There are exceptions: councils in Croydon, Slough and Thurrock will be able to raise taxes higher due to financial difficulties. That means people living in Slough and Thurrock will see council tax increase by 10 per cent while in Croydon rates will rise by 15 per cent.

The majority of councils in Scotland have also raised council tax by 5 per cent. Some councils have opted for higher charges: Falkirk, Stirling and East Lothian councils have hiked rates by 7 per cent while people living in Orkney will see a 10 per cent rise.

Meanwhile, people living in Wales will see council tax rates rise by 5.5 per cent on average. The highest hikes will be found in Conwy where people will be paying 10 per cent more council tax this year compared to 2022/23.

Will your energy bills go up in April?

Chancellor Jeremy Hunt has frozen the energy price guarantee for the next three months – so average household bills will stay at around £2,500 a year. Energy bills are not going up exactly, but some support won’t continue into the summer and they are still more than double what they were at the start of last year.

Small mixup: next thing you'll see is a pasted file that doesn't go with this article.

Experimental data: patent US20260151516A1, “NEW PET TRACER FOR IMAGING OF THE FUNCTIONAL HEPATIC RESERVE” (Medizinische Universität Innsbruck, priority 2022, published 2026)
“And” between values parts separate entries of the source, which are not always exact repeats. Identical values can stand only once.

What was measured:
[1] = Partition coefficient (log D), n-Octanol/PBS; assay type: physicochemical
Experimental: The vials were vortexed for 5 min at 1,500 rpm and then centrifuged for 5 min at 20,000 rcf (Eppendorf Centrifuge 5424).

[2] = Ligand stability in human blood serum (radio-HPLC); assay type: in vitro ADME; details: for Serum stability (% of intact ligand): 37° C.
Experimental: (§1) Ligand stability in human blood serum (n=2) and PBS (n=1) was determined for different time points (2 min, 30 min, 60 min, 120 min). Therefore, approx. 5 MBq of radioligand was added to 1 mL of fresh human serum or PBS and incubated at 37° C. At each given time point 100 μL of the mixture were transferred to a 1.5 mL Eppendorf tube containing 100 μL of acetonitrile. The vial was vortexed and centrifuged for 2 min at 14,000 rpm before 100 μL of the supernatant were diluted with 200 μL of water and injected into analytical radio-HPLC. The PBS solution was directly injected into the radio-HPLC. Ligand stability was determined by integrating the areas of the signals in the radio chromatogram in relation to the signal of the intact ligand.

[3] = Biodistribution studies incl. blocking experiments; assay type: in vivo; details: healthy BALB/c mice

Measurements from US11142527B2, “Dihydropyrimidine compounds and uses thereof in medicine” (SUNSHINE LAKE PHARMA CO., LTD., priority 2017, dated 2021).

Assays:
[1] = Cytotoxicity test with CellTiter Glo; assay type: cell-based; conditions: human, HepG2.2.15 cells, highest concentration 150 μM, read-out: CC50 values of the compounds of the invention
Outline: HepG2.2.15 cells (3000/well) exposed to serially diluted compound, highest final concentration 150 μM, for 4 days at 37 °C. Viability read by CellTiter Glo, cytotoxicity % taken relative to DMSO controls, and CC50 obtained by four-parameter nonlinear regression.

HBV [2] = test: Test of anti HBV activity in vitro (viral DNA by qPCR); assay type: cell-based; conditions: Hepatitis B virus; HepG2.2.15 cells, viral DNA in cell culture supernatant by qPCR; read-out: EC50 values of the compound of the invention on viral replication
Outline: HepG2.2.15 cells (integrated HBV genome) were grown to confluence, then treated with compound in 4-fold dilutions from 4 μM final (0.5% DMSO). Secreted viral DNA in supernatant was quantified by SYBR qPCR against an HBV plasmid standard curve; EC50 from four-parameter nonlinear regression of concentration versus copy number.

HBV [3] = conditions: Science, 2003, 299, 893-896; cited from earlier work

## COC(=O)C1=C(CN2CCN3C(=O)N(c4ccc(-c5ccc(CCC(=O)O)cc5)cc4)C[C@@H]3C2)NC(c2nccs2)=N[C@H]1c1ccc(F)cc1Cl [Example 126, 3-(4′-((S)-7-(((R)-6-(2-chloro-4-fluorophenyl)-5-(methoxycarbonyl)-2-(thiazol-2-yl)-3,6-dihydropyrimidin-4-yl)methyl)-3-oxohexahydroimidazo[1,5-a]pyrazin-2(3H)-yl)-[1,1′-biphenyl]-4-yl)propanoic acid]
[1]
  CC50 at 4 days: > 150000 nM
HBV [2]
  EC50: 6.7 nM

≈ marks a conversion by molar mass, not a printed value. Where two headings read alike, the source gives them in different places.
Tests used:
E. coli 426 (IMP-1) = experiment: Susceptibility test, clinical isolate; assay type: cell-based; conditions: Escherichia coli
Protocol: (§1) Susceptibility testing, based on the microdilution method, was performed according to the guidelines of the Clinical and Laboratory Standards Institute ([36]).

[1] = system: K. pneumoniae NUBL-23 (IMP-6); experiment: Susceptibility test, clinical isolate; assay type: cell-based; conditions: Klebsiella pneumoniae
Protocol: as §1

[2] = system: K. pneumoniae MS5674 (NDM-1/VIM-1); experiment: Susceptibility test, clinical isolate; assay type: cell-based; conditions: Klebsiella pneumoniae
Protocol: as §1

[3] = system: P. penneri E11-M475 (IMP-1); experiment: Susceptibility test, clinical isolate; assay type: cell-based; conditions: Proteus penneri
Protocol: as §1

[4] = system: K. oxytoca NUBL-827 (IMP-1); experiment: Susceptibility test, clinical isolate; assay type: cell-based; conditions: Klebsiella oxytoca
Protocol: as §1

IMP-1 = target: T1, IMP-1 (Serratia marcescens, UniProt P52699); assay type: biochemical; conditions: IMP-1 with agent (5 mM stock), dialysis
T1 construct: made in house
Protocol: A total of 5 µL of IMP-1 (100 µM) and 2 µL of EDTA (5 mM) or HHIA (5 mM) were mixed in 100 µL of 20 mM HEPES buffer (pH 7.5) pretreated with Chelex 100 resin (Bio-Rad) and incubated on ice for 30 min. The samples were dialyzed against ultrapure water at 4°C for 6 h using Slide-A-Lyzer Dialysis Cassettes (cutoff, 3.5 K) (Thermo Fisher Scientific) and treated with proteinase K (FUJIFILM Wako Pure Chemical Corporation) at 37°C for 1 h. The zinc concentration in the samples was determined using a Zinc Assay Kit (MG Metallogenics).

The energy rebate will not continue in April for the majority of households. This was a £400 discount on energy bills spread over the winter months and the end to that will come as a jolt to many families. 

Adam Scorer, the chief executive of National Energy Action, says this will mean households will be £67 worse off each month and energy bills will be “higher than they’ve ever been during the crisis”. This will push a further 800,000 households into fuel poverty. 

How much are water bills going up?

Water bills in England and Wales will increase by more than they have in almost 20 years from April. The average household bill will be £448 for the year, according to Water UK. It is a 7.5 per cent increase. You can find out about where to get help to pay your water bills – and all the cost of living help for households – here